Fang, though, has no desire to make peace. Namaari takes advantage of Raya’s offer of friendship and let’s Fang soldiers into the vault where the Dragon Gem is kept. In the fight over the Gem, it shatters shatters into 5 pieces, each tribe takes a piece, and the Droun are released from the Dragon magic containing them. They again turn the people to stone, including Raya’s father.
Kumandra reunification is now more distant that it was before.
6 years later, an older Raya (now voiced by Kelly Marie Tran) and a now-giant Tuk-Tuk1 are on the hunt for the Dragon Gem pieces. To put them back together and free the world from the Droun, she needs a Dragon, and the tales she has heard from Fang is that Sisu is still alive. Together, Raya and Sisu start to but Kamandra back together.
Fantasy stories where the protagonist acquires her skills through learning in practice – rather than given by a benevolent god-creature or some as-yet-unknown core essence – are incredibly important to me and I love sharing them with my girl. And, of course, I’m a sucker for any story where a daughter learns core ideals from her parents, and uses those skills and ideas to blaze her own path. Moana is a great template; she’s her own woman at the end of that movie, not a mini version of her father, the Chief. My girl has power, but it’s our job together to build it up.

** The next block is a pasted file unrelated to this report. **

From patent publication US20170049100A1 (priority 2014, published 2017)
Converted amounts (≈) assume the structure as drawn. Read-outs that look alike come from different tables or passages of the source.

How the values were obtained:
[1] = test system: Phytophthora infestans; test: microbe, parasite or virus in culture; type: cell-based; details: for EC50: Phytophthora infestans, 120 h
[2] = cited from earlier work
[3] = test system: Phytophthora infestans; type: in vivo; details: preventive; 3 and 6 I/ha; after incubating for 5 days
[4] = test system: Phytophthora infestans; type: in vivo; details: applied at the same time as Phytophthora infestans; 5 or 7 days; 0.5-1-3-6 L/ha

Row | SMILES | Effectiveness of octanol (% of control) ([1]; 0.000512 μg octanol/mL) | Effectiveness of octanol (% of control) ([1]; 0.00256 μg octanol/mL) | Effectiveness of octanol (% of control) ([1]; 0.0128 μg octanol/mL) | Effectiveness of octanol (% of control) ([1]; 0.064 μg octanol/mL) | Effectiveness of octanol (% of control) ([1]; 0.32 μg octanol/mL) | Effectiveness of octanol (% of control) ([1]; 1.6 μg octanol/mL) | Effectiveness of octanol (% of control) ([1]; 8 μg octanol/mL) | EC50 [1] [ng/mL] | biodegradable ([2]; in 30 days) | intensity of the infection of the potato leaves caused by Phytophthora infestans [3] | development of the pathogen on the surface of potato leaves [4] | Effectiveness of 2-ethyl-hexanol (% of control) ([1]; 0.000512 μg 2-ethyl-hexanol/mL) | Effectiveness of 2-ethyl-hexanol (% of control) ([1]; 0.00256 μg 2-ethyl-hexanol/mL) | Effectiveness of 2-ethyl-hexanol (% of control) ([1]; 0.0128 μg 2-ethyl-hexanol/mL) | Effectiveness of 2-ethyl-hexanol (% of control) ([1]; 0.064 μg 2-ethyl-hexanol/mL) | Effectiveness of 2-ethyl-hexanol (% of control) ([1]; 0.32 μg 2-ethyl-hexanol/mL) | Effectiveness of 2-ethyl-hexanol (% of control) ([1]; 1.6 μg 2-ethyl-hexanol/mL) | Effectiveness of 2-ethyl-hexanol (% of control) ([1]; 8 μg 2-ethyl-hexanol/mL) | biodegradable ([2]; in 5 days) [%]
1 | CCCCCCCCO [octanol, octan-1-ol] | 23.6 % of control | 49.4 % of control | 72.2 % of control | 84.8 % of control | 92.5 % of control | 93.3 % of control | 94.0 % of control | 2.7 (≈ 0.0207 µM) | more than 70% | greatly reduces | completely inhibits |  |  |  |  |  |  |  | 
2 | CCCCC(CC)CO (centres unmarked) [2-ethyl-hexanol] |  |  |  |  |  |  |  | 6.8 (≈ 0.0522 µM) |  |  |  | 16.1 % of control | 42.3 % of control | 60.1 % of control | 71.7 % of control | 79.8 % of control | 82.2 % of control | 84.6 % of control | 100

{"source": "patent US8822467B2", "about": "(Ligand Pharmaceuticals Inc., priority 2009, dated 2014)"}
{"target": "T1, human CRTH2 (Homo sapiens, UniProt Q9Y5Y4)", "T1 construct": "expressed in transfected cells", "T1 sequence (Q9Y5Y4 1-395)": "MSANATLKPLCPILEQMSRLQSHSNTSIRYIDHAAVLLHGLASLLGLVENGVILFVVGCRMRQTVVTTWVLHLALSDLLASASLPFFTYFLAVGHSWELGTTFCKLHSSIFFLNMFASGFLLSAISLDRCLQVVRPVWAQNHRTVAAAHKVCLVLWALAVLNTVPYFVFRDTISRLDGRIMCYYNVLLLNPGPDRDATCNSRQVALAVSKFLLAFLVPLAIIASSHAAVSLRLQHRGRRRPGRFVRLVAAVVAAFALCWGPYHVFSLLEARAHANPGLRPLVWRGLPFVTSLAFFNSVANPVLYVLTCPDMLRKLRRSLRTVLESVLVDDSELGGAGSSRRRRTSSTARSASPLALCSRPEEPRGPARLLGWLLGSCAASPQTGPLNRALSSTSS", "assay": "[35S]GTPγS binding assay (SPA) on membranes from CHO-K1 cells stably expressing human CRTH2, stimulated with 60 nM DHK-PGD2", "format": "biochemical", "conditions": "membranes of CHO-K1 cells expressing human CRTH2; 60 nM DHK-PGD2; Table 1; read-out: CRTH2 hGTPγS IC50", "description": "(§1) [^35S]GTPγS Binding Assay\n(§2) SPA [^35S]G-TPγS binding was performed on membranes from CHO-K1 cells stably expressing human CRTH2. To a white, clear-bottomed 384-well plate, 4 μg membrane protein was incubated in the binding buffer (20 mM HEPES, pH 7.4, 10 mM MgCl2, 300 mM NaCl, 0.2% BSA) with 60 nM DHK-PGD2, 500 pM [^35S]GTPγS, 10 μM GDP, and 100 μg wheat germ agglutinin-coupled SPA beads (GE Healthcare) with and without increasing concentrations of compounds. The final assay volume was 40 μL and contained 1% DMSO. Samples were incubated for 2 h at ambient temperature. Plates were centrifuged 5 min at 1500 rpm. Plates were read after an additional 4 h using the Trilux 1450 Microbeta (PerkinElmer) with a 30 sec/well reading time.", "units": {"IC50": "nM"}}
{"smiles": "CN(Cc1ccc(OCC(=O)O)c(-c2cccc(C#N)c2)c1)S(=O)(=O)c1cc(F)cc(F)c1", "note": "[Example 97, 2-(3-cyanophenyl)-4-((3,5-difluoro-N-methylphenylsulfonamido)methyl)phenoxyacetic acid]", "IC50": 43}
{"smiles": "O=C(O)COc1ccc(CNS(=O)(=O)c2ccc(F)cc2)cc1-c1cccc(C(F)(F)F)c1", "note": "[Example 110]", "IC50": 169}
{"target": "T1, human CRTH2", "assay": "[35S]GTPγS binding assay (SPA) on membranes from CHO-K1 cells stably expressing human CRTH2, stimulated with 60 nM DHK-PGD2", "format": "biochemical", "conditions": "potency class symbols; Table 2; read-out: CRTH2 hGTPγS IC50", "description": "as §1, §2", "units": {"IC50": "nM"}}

Raya worked hard to earn her power, helped along by a framework and instruction that valued bringing people together to find a solution to common problems, rather than simply vanquishing her enemies or, worse yet, helping some dude realize his full potential and supporting him as he does violence in service of peace.
What’s more interesting is that Raya is not an unstoppable force. She doesn’t have all the answers, is often wrong, and her skills are rusty. And that’s okay. Namaari hands Raya her ass during their first real battle. It’s not her fists or hits that get her out of that jam. It’s her traveling companions – her friends – who work together to help her out. This theme is carried throughout, up to the end. No matter how strong one person is, we can’t do it alone. Raya can’t save the world by herself; the tribes do have to come together to defeat the Droun. She has to let go of her doubt and believe that even her sworn enemy will do the right thing if she has faith in them. This is powerful stuff.
This is a strange comparison, but I really love the film Olivia Wilde’s Booksmart. I don’t think I had really recognized until I saw that film that most films, even Hollywood “female” movies, cater to my “gaze.” Booksmart didn’t give two shits what *I* thought about the women portrayed or their complicated relationships and I have tried to seek out more films that do the same.2 Raya and Namaari, and Namaari and her own mother, have complex relationships I am glad that my girl can see in a movie all the ways that women can interact with each other, with out worrying about how a man perceives them.
Lastly: Daniel Dae Kim and Kelly Marie Tran have authentic, believable voices. Honestly, they should do all the voices in everything. All of the podcasts, all of the documentaries.